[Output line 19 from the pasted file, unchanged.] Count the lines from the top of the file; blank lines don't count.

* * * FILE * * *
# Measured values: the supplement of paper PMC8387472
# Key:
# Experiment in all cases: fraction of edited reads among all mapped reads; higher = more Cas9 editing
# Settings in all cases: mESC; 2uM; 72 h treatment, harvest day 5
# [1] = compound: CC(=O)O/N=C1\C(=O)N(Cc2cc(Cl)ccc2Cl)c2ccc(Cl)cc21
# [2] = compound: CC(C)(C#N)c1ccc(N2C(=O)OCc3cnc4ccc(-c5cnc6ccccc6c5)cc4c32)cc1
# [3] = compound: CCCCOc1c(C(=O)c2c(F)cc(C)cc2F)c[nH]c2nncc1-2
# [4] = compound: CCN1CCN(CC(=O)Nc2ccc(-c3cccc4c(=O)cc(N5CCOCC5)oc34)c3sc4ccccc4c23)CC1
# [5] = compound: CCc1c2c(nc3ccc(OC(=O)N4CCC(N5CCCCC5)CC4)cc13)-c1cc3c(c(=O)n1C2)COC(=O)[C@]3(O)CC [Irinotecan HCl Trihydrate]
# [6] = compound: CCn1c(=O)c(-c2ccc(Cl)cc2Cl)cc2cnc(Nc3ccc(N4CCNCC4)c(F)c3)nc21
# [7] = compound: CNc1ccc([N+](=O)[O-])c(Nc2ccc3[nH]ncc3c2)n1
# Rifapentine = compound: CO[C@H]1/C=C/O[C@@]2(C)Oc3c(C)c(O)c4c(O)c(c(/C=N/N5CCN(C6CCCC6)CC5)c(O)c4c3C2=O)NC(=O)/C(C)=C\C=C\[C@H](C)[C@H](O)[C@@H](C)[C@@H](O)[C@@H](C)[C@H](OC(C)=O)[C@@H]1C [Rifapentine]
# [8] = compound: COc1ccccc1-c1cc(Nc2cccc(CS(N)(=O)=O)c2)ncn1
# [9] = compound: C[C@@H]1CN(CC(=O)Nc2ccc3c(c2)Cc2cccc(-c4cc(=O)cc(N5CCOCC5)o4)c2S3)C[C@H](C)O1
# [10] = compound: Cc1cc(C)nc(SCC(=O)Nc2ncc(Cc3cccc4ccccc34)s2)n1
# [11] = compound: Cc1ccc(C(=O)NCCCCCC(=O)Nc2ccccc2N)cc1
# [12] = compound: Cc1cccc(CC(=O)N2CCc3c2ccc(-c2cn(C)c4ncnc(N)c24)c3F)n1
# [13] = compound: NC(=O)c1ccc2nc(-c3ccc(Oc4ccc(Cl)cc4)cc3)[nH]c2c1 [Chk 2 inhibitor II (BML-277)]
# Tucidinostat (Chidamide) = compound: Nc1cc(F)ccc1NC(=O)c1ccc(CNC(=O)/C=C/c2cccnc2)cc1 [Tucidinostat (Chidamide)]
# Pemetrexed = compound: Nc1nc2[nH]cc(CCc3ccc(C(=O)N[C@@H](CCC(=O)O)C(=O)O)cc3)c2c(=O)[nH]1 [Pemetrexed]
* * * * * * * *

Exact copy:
# Tucidinostat (Chidamide) = compound: Nc1cc(F)ccc1NC(=O)c1ccc(CNC(=O)/C=C/c2cccnc2)cc1 [Tucidinostat (Chidamide)]